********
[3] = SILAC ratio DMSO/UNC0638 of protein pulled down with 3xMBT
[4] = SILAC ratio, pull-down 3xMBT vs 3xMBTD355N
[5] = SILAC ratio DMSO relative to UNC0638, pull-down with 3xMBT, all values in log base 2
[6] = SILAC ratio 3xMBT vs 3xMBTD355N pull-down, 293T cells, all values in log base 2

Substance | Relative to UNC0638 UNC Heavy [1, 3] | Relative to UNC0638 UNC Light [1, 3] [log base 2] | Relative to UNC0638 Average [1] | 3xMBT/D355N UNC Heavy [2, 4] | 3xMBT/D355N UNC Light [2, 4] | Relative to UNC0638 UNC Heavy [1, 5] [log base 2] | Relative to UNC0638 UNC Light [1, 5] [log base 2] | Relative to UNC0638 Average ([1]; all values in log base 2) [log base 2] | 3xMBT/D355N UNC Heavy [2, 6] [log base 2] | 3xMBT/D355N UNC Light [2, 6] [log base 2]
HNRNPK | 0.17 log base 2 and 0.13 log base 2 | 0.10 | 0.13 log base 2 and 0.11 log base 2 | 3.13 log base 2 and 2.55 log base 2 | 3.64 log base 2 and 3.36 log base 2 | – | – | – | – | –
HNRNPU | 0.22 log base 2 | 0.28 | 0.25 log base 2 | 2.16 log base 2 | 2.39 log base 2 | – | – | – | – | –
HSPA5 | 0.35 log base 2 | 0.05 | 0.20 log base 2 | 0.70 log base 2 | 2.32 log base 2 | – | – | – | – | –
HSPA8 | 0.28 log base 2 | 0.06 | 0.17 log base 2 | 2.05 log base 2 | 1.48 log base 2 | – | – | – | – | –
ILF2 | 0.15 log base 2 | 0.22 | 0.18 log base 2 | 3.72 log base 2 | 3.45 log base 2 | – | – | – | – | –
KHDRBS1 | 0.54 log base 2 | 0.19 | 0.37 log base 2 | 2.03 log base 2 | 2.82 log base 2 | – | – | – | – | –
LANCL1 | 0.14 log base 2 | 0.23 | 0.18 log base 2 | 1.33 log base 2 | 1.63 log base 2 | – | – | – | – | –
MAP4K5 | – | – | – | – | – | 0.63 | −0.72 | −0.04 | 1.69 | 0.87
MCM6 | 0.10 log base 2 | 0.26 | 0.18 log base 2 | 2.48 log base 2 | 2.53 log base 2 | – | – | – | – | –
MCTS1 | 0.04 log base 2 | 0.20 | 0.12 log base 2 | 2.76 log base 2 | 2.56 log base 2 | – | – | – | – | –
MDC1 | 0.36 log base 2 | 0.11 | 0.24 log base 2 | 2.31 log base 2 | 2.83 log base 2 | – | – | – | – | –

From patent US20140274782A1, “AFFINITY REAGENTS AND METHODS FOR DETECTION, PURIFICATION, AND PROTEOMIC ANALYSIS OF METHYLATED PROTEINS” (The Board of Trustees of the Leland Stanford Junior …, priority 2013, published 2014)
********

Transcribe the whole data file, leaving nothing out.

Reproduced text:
[3] = SILAC ratio DMSO/UNC0638 of protein pulled down with 3xMBT
[4] = SILAC ratio, pull-down 3xMBT vs 3xMBTD355N
[5] = SILAC ratio DMSO relative to UNC0638, pull-down with 3xMBT, all values in log base 2
[6] = SILAC ratio 3xMBT vs 3xMBTD355N pull-down, 293T cells, all values in log base 2

Substance | Relative to UNC0638 UNC Heavy [1, 3] | Relative to UNC0638 UNC Light [1, 3] [log base 2] | Relative to UNC0638 Average [1] | 3xMBT/D355N UNC Heavy [2, 4] | 3xMBT/D355N UNC Light [2, 4] | Relative to UNC0638 UNC Heavy [1, 5] [log base 2] | Relative to UNC0638 UNC Light [1, 5] [log base 2] | Relative to UNC0638 Average ([1]; all values in log base 2) [log base 2] | 3xMBT/D355N UNC Heavy [2, 6] [log base 2] | 3xMBT/D355N UNC Light [2, 6] [log base 2]
HNRNPK | 0.17 log base 2 and 0.13 log base 2 | 0.10 | 0.13 log base 2 and 0.11 log base 2 | 3.13 log base 2 and 2.55 log base 2 | 3.64 log base 2 and 3.36 log base 2 | – | – | – | – | –
HNRNPU | 0.22 log base 2 | 0.28 | 0.25 log base 2 | 2.16 log base 2 | 2.39 log base 2 | – | – | – | – | –
HSPA5 | 0.35 log base 2 | 0.05 | 0.20 log base 2 | 0.70 log base 2 | 2.32 log base 2 | – | – | – | – | –
HSPA8 | 0.28 log base 2 | 0.06 | 0.17 log base 2 | 2.05 log base 2 | 1.48 log base 2 | – | – | – | – | –
ILF2 | 0.15 log base 2 | 0.22 | 0.18 log base 2 | 3.72 log base 2 | 3.45 log base 2 | – | – | – | – | –
KHDRBS1 | 0.54 log base 2 | 0.19 | 0.37 log base 2 | 2.03 log base 2 | 2.82 log base 2 | – | – | – | – | –
LANCL1 | 0.14 log base 2 | 0.23 | 0.18 log base 2 | 1.33 log base 2 | 1.63 log base 2 | – | – | – | – | –
MAP4K5 | – | – | – | – | – | 0.63 | −0.72 | −0.04 | 1.69 | 0.87
MCM6 | 0.10 log base 2 | 0.26 | 0.18 log base 2 | 2.48 log base 2 | 2.53 log base 2 | – | – | – | – | –
MCTS1 | 0.04 log base 2 | 0.20 | 0.12 log base 2 | 2.76 log base 2 | 2.56 log base 2 | – | – | – | – | –
MDC1 | 0.36 log base 2 | 0.11 | 0.24 log base 2 | 2.31 log base 2 | 2.83 log base 2 | – | – | – | – | –

From patent US20140274782A1, “AFFINITY REAGENTS AND METHODS FOR DETECTION, PURIFICATION, AND PROTEOMIC ANALYSIS OF METHYLATED PROTEINS” (The Board of Trustees of the Leland Stanford Junior …, priority 2013, published 2014)